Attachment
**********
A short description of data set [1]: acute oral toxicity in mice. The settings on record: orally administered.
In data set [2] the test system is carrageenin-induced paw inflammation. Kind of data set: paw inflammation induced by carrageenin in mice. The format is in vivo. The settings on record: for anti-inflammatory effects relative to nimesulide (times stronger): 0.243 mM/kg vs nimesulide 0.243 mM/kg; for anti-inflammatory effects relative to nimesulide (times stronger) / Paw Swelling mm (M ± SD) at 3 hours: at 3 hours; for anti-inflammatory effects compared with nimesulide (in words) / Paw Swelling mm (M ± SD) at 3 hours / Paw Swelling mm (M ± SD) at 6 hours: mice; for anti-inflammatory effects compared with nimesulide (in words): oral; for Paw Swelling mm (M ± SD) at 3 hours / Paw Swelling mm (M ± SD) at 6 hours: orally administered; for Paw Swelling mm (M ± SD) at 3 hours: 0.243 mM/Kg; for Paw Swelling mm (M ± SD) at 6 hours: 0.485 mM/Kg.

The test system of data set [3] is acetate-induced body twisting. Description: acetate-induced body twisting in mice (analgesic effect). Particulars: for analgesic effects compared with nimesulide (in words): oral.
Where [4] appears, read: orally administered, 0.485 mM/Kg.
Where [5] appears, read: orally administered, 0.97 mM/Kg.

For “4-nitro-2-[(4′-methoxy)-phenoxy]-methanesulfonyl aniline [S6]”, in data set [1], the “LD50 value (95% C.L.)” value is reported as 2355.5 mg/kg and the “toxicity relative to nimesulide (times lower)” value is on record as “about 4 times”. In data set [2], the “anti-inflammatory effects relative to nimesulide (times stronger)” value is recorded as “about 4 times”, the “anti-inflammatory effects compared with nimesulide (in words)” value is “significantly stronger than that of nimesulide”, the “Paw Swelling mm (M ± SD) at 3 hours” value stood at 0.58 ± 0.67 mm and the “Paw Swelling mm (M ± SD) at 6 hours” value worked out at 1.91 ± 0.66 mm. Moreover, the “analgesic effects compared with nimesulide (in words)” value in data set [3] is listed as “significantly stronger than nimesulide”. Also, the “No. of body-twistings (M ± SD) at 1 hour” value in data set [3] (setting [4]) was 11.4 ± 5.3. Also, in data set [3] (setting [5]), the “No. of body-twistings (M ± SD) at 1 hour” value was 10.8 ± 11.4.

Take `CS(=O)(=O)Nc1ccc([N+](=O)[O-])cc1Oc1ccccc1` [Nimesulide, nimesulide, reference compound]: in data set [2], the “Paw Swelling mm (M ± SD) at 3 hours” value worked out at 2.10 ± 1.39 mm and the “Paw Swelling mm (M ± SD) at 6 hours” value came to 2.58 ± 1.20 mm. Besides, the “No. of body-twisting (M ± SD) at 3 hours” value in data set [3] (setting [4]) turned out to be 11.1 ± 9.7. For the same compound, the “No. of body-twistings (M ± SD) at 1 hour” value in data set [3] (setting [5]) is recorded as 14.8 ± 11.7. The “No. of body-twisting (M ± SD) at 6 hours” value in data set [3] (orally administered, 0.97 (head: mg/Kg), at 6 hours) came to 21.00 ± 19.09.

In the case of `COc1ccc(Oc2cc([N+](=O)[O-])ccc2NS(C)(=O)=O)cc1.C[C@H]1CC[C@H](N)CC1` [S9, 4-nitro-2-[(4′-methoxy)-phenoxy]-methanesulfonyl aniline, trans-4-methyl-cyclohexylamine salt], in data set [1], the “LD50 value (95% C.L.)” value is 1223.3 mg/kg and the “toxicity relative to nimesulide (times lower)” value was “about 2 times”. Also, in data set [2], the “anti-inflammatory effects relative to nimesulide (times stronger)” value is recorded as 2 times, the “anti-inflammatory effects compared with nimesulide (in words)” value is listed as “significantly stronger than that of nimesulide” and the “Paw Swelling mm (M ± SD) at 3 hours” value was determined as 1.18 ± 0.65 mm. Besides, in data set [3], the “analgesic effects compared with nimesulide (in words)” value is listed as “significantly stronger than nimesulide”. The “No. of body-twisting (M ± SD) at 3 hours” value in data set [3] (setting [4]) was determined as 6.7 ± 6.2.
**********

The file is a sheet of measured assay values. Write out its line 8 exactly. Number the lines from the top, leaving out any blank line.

In the case of `COc1ccc(Oc2cc([N+](=O)[O-])ccc2NS(C)(=O)=O)cc1.C[C@H]1CC[C@H](N)CC1` [S9, 4-nitro-2-[(4′-methoxy)-phenoxy]-methanesulfonyl aniline, trans-4-methyl-cyclohexylamine salt], in data set [1], the “LD50 value (95% C.L.)” value is 1223.3 mg/kg and the “toxicity relative to nimesulide (times lower)” value was “about 2 times”. Also, in data set [2], the “anti-inflammatory effects relative to nimesulide (times stronger)” value is recorded as 2 times, the “anti-inflammatory effects compared with nimesulide (in words)” value is listed as “significantly stronger than that of nimesulide” and the “Paw Swelling mm (M ± SD) at 3 hours” value was determined as 1.18 ± 0.65 mm. Besides, in data set [3], the “analgesic effects compared with nimesulide (in words)” value is listed as “significantly stronger than nimesulide”. The “No. of body-twisting (M ± SD) at 3 hours” value in data set [3] (setting [4]) was determined as 6.7 ± 6.2.